Source: Jordan Palmer / Android Central
What you need to know
- Google is enabling heart rate and respiratory rate measuring from your smartphone camera.
- Respiratory rate can be measured using your front-facing camera.
- Pixel smartphones will get the feature first, followed by other Android smartphones later.
Remember how Samsung smartphones let you measure your heart rate by placing your finger on a sensor on the back of the phone? That feature died when smartwatches became more ubiquitous, but Google plans to bring it back, and without adding any extra hardware to your smartphone. Following a recent redesign of the Google Fit app, today the company announced a new feature coming to the app that allows customers to use their smartphone camera to measure not only heart rate but also respiratory rate.
Measuring heart rate, which is determined by your blood flow, will require you to place your finger on your phone's camera lens. Using "powerful sensors and advances in computer vision", the camera can spot small changes in the color of your finger. This works similarly when measuring respiratory rate, which is a measurement of the rate at which breathing occurs. You would position yourself using your front-facing camera, which can detect minute movements in your chest as you breathe in and out.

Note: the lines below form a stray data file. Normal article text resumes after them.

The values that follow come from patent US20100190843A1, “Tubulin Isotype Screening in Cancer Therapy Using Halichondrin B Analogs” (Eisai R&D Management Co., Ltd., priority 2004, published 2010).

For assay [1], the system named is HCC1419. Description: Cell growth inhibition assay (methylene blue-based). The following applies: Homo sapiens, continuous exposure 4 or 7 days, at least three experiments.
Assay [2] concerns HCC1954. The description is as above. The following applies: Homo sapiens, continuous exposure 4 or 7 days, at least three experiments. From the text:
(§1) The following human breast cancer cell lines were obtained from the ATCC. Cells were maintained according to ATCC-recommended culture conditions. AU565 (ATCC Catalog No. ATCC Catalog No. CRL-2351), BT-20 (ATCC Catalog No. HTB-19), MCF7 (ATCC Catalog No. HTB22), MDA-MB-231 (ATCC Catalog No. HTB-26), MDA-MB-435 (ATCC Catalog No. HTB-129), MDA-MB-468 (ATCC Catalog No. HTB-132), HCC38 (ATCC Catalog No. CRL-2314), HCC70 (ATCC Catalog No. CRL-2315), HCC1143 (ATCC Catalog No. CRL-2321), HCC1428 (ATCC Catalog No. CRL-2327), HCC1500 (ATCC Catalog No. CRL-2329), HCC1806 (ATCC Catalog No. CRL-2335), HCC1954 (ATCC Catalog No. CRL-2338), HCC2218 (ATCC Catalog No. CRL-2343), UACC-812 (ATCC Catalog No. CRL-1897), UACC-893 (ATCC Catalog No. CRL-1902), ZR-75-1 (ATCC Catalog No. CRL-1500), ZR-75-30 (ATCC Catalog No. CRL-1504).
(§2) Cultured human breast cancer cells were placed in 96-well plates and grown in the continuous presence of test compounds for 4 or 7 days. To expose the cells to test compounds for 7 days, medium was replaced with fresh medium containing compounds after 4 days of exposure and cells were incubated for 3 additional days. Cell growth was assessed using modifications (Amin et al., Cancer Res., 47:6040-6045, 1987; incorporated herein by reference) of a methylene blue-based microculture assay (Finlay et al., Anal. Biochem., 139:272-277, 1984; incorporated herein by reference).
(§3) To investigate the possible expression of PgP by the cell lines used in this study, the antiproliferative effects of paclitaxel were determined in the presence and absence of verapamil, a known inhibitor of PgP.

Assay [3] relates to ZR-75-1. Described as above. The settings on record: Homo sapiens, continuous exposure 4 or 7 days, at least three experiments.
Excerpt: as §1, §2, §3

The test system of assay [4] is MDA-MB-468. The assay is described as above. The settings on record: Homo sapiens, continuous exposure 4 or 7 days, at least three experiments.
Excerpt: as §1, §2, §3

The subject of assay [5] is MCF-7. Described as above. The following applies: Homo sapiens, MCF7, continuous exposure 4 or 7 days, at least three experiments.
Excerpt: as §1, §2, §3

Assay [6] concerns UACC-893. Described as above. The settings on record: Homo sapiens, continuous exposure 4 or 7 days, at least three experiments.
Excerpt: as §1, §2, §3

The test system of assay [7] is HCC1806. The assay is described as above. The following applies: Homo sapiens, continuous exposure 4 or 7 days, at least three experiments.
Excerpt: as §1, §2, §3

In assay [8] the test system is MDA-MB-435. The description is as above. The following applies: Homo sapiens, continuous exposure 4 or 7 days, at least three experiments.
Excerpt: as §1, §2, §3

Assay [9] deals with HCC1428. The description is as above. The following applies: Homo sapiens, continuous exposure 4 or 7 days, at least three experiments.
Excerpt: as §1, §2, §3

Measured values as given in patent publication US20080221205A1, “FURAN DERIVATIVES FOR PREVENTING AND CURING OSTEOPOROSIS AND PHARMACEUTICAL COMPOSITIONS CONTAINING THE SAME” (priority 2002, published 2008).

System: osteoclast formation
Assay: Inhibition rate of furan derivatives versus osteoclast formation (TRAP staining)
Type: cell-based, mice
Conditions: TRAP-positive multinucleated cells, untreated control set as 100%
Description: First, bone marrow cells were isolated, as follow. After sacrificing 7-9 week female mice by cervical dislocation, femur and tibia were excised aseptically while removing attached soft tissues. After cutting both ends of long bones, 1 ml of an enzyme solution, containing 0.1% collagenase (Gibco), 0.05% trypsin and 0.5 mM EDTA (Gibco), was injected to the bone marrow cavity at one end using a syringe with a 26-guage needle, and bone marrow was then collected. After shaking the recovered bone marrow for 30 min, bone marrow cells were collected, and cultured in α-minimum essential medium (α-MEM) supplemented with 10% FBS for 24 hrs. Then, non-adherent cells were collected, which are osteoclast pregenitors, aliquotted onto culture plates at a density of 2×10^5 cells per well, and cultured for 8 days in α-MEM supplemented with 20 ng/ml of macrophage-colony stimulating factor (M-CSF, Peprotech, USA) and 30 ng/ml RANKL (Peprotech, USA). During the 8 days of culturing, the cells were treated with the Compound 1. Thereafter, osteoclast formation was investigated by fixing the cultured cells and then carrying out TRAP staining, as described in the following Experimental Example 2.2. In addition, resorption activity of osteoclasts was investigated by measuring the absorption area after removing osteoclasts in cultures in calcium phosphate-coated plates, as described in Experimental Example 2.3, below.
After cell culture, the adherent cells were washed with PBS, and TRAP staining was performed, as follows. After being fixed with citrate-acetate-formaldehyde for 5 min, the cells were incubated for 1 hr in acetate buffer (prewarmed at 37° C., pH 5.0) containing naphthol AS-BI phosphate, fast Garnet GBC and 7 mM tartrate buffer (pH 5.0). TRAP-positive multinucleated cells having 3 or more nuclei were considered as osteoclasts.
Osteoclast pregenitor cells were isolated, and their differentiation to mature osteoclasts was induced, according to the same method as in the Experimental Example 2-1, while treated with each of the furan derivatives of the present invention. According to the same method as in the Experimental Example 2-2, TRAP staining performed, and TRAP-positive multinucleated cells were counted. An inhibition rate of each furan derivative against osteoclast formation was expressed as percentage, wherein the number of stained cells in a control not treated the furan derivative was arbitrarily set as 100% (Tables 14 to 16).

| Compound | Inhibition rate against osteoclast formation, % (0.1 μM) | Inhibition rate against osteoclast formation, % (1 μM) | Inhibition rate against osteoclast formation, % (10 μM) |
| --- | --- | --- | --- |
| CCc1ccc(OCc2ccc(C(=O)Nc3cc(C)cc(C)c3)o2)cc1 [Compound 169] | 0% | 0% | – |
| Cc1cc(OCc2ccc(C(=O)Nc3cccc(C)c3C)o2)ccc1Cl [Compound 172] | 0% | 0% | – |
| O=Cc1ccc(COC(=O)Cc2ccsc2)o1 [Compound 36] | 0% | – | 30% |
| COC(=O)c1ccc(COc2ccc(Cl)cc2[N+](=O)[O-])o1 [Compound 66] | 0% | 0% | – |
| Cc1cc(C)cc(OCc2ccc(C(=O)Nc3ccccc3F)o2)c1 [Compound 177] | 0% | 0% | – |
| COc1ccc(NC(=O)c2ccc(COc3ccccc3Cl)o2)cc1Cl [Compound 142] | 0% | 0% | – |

Measuring heart rate is a standard feature among the best Android smartwatches as well as the best fitness trackers, but the respiratory rate is just as important of measurement especially given the global impact of Covid-19. Google put these new features through clinical trials to test their real-world effectiveness and stresses that these measurements are not meant for any medical diagnosis, but instead allow you to "track and improve day-to-day wellness." And bringing these features to smartphones makes it more accessible for those who don't have access to extra wearables and peripherals.
With continued advances in hardware and software, sometimes the device that could be most helpful to your health and wellness is already in your pocket. Our team of researchers, engineers, and clinicians are exploring how everyday devices and inexpensive sensors can give people the information and insights they need to take control of their health.
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